And don’t forget to get plenty of physical activity. The more active you are, the more tired you will be at the end of the day.

SOURCES:

Raggi P, Genest J, Giles JT, Rayner KJ, Dwivedi G, Beanlands RS, Gupta M. Role of inflammation in the pathogenesis of atherosclerosis and therapeutic interventions. Atherosclerosis. 2018 Sep;276:98-108.

Pahwa R, Goyal A, Bansal P, et al. Chronic Inflammation. [Updated 2020 Nov 20]. In: StatPearls [Internet]. Treasure Island (FL): StatPearls Publishing; 2021 Jan.

Santos S, Oliveira A, Casal S, Lopes C. Saturated fatty acids intake in relation to C-reactive protein, adiponectin, and leptin: a population-based study. Nutrition. 2013 Jun;29(6):892-7.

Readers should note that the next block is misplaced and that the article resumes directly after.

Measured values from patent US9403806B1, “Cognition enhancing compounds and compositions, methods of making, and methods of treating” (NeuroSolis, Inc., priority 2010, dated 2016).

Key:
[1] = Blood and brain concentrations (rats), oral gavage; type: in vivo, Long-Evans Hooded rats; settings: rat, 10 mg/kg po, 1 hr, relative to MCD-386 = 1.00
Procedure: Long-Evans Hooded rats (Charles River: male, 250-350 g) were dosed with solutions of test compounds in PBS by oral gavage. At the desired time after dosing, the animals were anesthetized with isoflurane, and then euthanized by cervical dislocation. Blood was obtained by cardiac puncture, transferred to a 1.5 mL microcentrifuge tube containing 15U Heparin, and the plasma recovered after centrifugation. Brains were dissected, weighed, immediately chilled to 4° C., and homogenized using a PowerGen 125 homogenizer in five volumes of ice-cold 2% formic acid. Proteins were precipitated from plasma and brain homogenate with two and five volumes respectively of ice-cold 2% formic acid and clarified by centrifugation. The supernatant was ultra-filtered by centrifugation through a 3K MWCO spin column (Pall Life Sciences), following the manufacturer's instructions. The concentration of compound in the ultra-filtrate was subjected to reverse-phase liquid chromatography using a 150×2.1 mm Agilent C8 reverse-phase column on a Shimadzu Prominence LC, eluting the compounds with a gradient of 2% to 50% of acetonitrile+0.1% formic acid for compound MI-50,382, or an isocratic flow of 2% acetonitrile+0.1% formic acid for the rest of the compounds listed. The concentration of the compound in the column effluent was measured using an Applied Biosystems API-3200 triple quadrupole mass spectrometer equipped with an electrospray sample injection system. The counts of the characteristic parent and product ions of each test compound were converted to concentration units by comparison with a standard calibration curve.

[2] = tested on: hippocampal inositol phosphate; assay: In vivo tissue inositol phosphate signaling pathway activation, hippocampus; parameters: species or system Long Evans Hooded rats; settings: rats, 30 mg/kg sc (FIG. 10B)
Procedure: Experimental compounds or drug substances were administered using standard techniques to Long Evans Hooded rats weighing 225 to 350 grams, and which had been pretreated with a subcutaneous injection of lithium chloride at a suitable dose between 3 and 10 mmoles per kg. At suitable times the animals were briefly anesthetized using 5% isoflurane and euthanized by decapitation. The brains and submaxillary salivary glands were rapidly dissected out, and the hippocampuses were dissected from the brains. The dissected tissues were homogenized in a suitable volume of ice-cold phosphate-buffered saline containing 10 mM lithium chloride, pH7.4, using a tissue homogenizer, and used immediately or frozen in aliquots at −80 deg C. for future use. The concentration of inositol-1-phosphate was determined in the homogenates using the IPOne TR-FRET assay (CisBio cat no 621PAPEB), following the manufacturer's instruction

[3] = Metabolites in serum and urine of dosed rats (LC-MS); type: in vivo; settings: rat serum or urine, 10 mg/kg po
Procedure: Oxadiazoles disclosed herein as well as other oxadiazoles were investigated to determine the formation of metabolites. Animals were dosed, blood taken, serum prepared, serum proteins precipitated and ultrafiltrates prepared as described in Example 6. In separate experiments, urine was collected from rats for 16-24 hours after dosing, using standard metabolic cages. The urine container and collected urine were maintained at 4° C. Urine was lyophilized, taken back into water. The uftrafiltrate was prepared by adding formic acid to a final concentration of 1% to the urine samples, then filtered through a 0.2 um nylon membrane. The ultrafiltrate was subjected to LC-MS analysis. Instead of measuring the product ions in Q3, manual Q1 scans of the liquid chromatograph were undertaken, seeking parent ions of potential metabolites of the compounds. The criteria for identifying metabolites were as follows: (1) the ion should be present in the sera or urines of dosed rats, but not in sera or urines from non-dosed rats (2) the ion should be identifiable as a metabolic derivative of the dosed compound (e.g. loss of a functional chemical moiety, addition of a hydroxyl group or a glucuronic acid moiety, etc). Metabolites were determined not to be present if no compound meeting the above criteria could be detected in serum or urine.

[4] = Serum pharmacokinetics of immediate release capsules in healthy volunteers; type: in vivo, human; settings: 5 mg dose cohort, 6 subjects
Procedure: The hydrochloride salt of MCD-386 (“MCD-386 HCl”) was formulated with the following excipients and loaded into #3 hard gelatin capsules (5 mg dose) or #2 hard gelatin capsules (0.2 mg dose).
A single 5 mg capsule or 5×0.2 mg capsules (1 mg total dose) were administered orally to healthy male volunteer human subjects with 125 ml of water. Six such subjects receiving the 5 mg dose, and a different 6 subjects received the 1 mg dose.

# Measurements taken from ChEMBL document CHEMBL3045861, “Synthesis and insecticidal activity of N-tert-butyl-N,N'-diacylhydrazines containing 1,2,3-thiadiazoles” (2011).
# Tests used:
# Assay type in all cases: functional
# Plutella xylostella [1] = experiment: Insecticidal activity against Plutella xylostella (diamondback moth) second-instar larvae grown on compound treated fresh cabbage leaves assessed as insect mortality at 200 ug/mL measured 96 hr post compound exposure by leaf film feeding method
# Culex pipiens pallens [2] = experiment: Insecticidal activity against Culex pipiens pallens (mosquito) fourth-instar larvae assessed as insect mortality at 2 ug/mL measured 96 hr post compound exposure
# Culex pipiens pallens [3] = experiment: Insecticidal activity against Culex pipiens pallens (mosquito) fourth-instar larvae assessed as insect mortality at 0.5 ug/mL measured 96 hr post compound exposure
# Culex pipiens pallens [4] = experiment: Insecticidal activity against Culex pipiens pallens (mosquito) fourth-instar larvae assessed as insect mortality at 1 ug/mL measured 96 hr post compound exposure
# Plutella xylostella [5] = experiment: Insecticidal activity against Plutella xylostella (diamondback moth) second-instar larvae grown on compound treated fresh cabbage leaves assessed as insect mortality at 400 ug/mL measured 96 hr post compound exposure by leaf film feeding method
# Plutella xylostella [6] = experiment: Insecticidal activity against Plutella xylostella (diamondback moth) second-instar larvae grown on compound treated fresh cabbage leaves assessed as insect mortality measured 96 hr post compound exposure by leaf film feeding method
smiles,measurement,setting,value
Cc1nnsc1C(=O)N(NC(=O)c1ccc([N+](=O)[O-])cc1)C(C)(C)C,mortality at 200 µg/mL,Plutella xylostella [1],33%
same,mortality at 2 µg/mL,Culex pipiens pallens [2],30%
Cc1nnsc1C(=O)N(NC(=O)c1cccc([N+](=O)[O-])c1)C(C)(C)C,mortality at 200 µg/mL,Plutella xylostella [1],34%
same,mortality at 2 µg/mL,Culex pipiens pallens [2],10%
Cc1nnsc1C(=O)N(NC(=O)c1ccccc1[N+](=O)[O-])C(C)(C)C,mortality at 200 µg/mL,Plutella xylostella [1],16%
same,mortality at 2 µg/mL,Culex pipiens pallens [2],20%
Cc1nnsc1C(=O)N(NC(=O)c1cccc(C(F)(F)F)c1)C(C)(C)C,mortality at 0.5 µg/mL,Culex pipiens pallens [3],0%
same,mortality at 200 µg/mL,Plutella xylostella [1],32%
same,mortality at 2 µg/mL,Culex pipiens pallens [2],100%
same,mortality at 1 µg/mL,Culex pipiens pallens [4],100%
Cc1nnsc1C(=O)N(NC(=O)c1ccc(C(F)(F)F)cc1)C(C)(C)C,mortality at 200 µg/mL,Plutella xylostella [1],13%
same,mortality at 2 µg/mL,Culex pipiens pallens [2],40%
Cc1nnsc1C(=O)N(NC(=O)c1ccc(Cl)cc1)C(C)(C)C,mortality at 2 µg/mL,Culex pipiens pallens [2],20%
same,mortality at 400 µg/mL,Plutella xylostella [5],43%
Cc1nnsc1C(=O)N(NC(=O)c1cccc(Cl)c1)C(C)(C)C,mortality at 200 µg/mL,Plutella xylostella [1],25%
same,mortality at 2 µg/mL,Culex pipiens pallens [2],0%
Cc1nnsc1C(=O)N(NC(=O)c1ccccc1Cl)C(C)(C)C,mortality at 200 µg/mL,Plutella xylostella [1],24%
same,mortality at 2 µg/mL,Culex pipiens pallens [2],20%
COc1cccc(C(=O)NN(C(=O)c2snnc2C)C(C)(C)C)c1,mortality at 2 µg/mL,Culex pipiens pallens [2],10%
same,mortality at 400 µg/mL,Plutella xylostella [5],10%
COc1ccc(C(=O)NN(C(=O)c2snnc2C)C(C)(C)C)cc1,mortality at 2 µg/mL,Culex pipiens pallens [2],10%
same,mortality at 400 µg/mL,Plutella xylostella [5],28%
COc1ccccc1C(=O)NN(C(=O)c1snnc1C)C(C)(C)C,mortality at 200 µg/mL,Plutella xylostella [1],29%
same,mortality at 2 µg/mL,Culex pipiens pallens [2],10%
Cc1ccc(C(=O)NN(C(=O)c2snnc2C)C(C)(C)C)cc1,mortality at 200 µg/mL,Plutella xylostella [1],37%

Liu Y, Dai M. Trimethylamine N-Oxide Generated by the Gut Microbiota Is Associated with Vascular Inflammation: New Insights into Atherosclerosis. Mediators Inflamm. 2020;2020:4634172.

Liu YZ, Wang YX, Jiang CL. Inflammation: The Common Pathway of Stress-Related Diseases. Front Hum Neurosci. 2017;11:316.

Djalilova DM, Schulz PS, Berger AM, Case AJ, Kupzyk KA, Ross AC. Impact of Yoga on Inflammatory Biomarkers: A Systematic Review. Biol Res Nurs. 2019 Mar;21(2):198-209.

Mullington JM, Simpson NS, Meier-Ewert HK, Haack M. Sleep loss and inflammation. Best Pract Res Clin Endocrinol Metab. 2010;24(5):775-784.